Ethnic origin. Native Americans have a genetic predisposition to secrete high levels of cholesterol into bile. Thus, these women have an 80% lifetime chance of developing gallstones.

Estrogen -- whether supplied by a hormonal surge at puberty and pregnancy or taken as oral contraceptives or hormone replacement therapy -acts on the liver to increase cholesterol concentration in bile. Excess risk may be reduced by using oral contraceptives with lower doses of estrogen and postmenopausal estrogen patches, which deliver the hormone through the skin and reduce its effect on the liver.

Hypertriglyceridemia. High levels of triglycerides -- molecules of fatty acids made from carbohydrates -- increase the risk for cholesterol stones. People with diabetes, who generally have high triglyceride levels, are at especially high risk not only for gall-stones but for complications of gallbladder disease.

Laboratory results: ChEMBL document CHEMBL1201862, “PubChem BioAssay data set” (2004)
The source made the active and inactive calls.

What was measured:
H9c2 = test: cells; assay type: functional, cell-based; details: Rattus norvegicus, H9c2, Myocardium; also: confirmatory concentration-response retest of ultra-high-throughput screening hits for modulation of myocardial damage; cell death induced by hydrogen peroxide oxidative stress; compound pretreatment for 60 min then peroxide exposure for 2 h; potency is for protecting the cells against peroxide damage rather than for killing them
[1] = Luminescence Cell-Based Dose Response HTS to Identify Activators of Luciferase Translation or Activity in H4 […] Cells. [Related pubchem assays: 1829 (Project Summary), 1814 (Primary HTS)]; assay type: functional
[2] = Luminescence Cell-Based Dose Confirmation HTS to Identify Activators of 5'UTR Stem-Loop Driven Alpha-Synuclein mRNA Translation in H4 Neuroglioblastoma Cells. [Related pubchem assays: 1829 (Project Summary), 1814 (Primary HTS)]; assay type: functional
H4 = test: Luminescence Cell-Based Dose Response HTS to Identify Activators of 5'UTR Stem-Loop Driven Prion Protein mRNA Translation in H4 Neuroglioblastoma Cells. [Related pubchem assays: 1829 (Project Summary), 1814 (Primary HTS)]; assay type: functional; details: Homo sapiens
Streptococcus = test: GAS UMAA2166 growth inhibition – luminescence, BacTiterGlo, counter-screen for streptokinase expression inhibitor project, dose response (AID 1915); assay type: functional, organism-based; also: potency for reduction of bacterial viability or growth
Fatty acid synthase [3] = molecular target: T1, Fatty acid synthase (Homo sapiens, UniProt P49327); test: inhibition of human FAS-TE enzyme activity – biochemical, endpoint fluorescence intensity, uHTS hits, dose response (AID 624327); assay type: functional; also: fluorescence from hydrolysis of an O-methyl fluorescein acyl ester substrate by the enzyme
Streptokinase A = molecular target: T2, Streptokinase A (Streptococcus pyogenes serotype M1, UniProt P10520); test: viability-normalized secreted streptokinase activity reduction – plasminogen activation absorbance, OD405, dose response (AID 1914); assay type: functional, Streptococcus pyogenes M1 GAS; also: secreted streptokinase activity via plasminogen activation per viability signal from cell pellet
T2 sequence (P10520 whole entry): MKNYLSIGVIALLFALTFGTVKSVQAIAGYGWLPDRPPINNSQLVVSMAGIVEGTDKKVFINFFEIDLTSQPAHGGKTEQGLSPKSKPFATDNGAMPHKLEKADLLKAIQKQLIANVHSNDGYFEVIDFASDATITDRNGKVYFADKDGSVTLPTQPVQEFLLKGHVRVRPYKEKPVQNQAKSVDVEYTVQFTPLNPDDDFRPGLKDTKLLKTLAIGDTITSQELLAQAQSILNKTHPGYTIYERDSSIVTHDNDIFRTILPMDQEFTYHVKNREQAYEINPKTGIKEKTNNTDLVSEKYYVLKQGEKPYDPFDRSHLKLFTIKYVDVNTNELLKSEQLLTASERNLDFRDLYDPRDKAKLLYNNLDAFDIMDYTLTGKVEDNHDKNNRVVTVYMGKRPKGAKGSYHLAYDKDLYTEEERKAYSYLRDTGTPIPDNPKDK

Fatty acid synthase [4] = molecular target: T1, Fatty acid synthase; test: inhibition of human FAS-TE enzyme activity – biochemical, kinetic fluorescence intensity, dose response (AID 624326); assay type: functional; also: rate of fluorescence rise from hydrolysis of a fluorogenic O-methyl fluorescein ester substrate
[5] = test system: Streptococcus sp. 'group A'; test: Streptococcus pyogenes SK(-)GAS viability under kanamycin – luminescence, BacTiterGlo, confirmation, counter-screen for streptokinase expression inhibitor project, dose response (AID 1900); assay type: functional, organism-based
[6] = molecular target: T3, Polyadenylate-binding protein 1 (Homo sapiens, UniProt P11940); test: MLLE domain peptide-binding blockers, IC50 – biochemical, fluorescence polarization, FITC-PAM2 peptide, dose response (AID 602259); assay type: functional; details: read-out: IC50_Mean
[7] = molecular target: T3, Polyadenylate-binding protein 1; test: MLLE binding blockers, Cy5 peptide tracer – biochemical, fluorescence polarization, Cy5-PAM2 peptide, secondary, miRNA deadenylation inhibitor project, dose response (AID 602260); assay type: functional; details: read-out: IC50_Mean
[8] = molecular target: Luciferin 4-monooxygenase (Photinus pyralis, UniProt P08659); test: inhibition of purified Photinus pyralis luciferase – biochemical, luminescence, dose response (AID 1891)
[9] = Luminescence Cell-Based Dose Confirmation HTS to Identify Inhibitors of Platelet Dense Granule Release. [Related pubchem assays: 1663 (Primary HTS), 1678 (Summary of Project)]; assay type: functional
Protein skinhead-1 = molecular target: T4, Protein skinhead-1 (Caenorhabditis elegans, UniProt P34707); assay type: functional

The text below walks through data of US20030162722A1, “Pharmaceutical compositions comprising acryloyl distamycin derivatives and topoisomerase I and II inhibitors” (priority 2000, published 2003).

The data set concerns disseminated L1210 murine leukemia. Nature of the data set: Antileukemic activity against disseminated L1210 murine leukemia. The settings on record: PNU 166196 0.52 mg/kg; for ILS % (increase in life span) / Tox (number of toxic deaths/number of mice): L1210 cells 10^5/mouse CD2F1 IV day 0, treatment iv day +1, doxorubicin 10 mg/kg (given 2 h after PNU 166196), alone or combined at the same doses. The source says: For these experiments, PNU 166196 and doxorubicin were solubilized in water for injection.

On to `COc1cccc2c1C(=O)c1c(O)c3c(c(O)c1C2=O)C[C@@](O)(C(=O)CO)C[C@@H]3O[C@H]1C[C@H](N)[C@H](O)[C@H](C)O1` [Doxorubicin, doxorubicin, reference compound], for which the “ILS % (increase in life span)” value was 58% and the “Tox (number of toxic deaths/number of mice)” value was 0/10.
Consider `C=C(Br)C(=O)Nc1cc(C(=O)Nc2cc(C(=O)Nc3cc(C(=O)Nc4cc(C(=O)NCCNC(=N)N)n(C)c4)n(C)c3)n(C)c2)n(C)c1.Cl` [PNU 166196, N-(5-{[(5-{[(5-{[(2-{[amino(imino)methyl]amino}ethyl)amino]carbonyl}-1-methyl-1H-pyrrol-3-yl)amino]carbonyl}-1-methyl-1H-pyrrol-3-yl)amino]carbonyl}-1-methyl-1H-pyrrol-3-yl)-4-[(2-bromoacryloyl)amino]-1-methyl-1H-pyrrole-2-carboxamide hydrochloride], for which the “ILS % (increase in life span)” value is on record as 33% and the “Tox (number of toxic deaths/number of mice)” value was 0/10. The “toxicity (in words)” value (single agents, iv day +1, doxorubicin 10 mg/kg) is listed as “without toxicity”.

Cholesterol-lowering drugs. Clofibrate and gemfibrozil, which lower blood cholesterol by increasing the amount secreted into the bile, also elevate risk, while drugs like lovastatin, which block cholesterol production, can reduce risk.
Obesity increases risk for women, but not for men.

Rapid weight loss. Women who lose a significant amount of weight through crash dieting have a 20% risk for developing gallstones during that period. Excess cholesterol is secreted into bile as body fat is metabolized during weight loss, and a drastic reduction in dietary fats reduces the effectiveness of gall-bladder contractions. Taking ursodiol if crash dieting can help reduce risk.